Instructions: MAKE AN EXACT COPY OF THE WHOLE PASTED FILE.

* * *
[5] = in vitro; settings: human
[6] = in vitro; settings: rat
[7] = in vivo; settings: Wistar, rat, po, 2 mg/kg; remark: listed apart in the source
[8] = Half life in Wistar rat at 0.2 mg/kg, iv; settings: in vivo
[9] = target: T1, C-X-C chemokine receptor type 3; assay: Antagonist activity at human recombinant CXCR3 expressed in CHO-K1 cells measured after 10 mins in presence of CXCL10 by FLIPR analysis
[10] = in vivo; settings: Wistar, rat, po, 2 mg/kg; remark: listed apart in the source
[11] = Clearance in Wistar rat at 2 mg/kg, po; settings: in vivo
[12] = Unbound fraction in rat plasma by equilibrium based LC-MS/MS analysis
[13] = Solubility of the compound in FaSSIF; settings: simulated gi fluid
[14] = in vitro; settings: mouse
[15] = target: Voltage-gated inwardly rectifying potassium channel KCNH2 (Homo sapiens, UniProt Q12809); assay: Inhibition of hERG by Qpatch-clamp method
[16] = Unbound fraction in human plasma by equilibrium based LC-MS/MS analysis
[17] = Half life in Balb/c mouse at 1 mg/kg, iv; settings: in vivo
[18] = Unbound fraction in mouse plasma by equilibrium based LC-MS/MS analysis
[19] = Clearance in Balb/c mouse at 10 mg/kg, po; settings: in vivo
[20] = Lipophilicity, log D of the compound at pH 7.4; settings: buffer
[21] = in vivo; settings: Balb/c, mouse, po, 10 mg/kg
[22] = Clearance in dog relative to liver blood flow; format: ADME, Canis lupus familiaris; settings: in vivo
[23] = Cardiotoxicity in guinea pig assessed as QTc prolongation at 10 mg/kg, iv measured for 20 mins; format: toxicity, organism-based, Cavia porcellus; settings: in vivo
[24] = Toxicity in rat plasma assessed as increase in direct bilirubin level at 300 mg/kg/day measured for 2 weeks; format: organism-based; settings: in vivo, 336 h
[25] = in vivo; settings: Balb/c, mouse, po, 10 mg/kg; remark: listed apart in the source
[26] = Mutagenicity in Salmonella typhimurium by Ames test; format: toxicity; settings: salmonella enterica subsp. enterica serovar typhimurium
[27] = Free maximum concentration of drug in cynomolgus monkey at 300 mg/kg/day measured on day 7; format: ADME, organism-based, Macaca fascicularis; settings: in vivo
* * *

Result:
[5] = in vitro; settings: human
[6] = in vitro; settings: rat
[7] = in vivo; settings: Wistar, rat, po, 2 mg/kg; remark: listed apart in the source
[8] = Half life in Wistar rat at 0.2 mg/kg, iv; settings: in vivo
[9] = target: T1, C-X-C chemokine receptor type 3; assay: Antagonist activity at human recombinant CXCR3 expressed in CHO-K1 cells measured after 10 mins in presence of CXCL10 by FLIPR analysis
[10] = in vivo; settings: Wistar, rat, po, 2 mg/kg; remark: listed apart in the source
[11] = Clearance in Wistar rat at 2 mg/kg, po; settings: in vivo
[12] = Unbound fraction in rat plasma by equilibrium based LC-MS/MS analysis
[13] = Solubility of the compound in FaSSIF; settings: simulated gi fluid
[14] = in vitro; settings: mouse
[15] = target: Voltage-gated inwardly rectifying potassium channel KCNH2 (Homo sapiens, UniProt Q12809); assay: Inhibition of hERG by Qpatch-clamp method
[16] = Unbound fraction in human plasma by equilibrium based LC-MS/MS analysis
[17] = Half life in Balb/c mouse at 1 mg/kg, iv; settings: in vivo
[18] = Unbound fraction in mouse plasma by equilibrium based LC-MS/MS analysis
[19] = Clearance in Balb/c mouse at 10 mg/kg, po; settings: in vivo
[20] = Lipophilicity, log D of the compound at pH 7.4; settings: buffer
[21] = in vivo; settings: Balb/c, mouse, po, 10 mg/kg
[22] = Clearance in dog relative to liver blood flow; format: ADME, Canis lupus familiaris; settings: in vivo
[23] = Cardiotoxicity in guinea pig assessed as QTc prolongation at 10 mg/kg, iv measured for 20 mins; format: toxicity, organism-based, Cavia porcellus; settings: in vivo
[24] = Toxicity in rat plasma assessed as increase in direct bilirubin level at 300 mg/kg/day measured for 2 weeks; format: organism-based; settings: in vivo, 336 h
[25] = in vivo; settings: Balb/c, mouse, po, 10 mg/kg; remark: listed apart in the source
[26] = Mutagenicity in Salmonella typhimurium by Ames test; format: toxicity; settings: salmonella enterica subsp. enterica serovar typhimurium
[27] = Free maximum concentration of drug in cynomolgus monkey at 300 mg/kg/day measured on day 7; format: ADME, organism-based, Macaca fascicularis; settings: in vivo